Tips & Tools with Fred Stutzenberger – Part 11
Tips & Tools #11. Choosing the Lock
After your barrel is snuggled securely in its stock via pins or keys, you can turn your attention to inletting the lock. If you have Muzzle Blasts issues Lazy Man’s Guide to Lock Inletting Part I, Apr. 1997, p.4 and Part II, June, 1997, p.40, just go to them. They will provide in more detail the lock inletting procedure than what I have space to provide here.
For you deprived youngsters who have not had the good fortune to have been an NMLRA member that far back, a brief survey of the commercially available locks and how to inlet them will be provided in the next few T&T installments.
When I built my first rifle back in the mid-50s, there were no high quality locks available except old originals that were way too expensive for my budget of $68 for parts. Now all of that has changed (both availability and prices). There are many high quality locks available from American manufacturers. For flintlocks, prices will range from $130-200. Percussion locks generally cost about $90-110. There may be some good foreign-made locks over there…I just don’t know of any and have not made any special effort to find them. Check out Muzzleloading Forum for candid discussions of locks.
For a Jäger style rifle, choose a lock with a banana-shaped plate (Fig.1). Jim Chambers, R.E. Davis and L&R all market appropriate Germanic locks for Jägers. For an early Colonial/Transitional/Golden Age rifle, there are many good English and Germanic style locks (Fig. 2). Choose an late period English style flintlock for a southern mountain rifle (Fig. 3); contrary to popular opinion, the southern mountain gunsmiths often bought their locks rather than hand-forging them. I have never seen a Germanic lock on an southern mountain rifle; perhaps readers can enlighten me in this regard. The same for flint Hawken mountain/plains rifles (if there ever were any). Charlie Hanson, who probably knew more about Hawken Brothers products than anyone, told me on one of my visits to his Fur Trade Museum in Chadron, NE, that he did not know of an original flint Hawken mountain/plains rifle. Perhaps there were some that did not survive the hard use Hawkens were put to; if you believe that, then build a rifle with a large English late period lock (Fig. 4). All the original Hawkens I have seen have been percussion. There were many different locks used on Hawken rifles; early ones had plate shapes like flintlocks (Fig. 5) with a curving transition from bolster to nose. Go to The Hawken Rifle website to see the range of lock styles.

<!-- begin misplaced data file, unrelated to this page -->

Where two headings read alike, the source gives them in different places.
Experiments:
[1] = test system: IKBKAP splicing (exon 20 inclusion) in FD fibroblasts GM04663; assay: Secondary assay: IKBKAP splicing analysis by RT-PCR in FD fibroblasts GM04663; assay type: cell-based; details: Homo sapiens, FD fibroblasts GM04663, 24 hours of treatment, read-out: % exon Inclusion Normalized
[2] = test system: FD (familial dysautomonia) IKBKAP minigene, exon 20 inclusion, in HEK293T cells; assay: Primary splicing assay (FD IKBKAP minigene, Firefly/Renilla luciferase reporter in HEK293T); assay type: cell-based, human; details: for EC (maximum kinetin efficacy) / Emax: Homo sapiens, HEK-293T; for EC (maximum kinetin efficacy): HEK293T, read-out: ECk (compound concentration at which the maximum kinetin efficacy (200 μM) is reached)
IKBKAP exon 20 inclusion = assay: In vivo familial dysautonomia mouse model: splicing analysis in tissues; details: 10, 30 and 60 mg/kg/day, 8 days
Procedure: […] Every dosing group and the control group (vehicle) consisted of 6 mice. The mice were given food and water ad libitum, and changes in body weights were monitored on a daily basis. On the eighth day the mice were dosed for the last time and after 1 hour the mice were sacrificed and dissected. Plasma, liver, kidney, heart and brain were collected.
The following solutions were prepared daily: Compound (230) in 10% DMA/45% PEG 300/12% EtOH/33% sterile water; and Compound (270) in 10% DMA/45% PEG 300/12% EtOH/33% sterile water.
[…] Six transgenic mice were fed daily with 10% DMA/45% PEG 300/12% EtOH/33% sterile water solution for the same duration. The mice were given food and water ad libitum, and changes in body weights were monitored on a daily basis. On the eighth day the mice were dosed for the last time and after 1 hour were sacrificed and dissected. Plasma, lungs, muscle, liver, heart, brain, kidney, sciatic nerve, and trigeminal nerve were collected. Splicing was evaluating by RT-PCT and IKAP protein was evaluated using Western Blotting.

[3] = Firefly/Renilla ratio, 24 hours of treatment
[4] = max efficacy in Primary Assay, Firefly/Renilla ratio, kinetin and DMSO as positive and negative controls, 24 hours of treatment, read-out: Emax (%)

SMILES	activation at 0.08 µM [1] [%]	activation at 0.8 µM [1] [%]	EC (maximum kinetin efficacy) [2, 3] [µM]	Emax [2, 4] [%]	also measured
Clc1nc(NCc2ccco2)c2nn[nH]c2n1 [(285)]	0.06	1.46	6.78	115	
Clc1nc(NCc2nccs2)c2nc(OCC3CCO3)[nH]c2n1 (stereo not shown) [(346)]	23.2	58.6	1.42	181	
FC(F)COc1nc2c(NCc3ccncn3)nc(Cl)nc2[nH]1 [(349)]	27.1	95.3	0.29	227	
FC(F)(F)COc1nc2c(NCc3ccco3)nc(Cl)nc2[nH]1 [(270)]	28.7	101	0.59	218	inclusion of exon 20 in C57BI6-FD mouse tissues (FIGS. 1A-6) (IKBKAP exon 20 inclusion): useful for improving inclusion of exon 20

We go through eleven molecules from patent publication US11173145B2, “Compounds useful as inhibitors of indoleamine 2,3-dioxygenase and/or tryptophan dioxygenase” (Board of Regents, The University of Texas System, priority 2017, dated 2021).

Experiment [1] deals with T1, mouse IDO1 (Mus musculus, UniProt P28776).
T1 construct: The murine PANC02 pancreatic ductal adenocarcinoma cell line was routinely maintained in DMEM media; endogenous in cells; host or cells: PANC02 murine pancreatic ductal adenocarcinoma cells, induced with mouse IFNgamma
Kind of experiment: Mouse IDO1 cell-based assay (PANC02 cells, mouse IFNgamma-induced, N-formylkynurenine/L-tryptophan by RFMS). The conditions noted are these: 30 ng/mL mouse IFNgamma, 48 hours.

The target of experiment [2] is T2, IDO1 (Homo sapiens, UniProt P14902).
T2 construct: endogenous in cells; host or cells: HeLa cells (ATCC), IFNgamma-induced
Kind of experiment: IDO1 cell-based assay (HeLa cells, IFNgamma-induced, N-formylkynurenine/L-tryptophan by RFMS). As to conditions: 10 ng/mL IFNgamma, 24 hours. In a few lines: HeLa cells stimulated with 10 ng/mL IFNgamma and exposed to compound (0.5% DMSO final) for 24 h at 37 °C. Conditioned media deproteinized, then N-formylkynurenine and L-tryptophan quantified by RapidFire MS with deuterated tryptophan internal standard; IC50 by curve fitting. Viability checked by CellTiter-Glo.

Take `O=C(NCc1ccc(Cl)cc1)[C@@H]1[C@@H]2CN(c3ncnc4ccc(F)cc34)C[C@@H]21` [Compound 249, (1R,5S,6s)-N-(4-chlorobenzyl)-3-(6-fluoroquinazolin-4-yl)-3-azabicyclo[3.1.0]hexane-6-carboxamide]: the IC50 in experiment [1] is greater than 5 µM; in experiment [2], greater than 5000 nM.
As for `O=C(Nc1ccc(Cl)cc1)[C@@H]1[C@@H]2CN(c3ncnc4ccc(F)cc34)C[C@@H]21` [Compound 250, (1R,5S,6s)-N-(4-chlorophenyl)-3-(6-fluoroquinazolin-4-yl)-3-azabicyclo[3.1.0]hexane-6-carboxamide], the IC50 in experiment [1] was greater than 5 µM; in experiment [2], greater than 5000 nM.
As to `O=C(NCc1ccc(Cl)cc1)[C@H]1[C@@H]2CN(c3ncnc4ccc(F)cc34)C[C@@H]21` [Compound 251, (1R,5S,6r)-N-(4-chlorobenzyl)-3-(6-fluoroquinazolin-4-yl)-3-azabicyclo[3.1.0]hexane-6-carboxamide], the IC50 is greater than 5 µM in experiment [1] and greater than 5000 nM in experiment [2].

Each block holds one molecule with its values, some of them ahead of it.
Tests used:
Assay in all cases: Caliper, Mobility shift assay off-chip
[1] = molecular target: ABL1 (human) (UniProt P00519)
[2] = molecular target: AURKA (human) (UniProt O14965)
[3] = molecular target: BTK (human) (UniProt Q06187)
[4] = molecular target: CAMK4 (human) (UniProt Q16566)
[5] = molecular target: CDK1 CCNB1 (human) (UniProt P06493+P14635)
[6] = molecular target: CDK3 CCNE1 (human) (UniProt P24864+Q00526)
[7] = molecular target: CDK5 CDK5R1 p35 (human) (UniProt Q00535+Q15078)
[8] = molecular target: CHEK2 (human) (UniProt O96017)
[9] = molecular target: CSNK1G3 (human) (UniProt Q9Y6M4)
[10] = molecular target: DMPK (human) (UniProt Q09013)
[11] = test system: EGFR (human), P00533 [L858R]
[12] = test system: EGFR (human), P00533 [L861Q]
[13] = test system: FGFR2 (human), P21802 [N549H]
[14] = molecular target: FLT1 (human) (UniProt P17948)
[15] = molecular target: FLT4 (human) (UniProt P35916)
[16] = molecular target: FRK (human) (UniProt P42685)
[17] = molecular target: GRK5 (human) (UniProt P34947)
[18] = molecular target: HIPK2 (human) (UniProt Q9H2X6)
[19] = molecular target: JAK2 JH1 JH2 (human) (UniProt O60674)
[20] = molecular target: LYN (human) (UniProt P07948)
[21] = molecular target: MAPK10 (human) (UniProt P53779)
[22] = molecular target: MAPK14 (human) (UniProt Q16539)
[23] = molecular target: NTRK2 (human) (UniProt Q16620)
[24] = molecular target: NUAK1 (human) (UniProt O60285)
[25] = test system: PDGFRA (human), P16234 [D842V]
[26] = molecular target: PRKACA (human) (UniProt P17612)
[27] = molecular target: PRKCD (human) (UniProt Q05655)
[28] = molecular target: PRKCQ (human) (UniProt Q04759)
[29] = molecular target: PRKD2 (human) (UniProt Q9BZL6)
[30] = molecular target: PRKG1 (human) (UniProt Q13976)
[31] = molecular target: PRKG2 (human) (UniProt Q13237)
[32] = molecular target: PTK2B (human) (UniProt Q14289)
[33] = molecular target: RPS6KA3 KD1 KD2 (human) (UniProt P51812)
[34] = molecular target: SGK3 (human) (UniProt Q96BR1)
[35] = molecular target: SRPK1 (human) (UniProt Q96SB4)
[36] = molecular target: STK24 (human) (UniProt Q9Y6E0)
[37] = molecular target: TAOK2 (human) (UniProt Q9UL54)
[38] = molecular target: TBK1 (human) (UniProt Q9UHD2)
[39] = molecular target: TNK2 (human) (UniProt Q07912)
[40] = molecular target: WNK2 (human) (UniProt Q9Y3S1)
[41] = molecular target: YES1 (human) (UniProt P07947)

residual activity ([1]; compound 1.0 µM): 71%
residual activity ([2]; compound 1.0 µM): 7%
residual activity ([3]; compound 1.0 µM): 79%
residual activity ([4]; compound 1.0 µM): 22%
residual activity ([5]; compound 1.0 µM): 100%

Of course, there are many more types of lock/rifle combinations: trade guns, English stalking rifles, Gibbs-Metford thousand-yard target rifles, German Schuetzen rifles, hardware store rifles, etc. The first muzzleloader I saw as a kid was what I would call a hardware store rifle because I saw them in an old hardware store down on Market Street in Louisville, KY. Many years later, I finally learned that they had back action locks from overseas, probably Belgium. There is nothing shabby about a back action lock if properly made. L&R makes a nice back action lock (Fig. 6) that I like very much, although they should be mated with a patent breech for best effect.
My good shooting buddy, Don Habig, had a little halfstock with a Blue Grass back action lock. That little rifle was as plain as a fencepost, but it had a good bore and shot #0 buck really well. A lot of those cheap late period rifles did not have a half cock notch, but his did and it was a smooth lock. Many fine English pinfire shotguns were back action. So if you hanker for a late period rifle, don’t turn up your nose at the back action lock.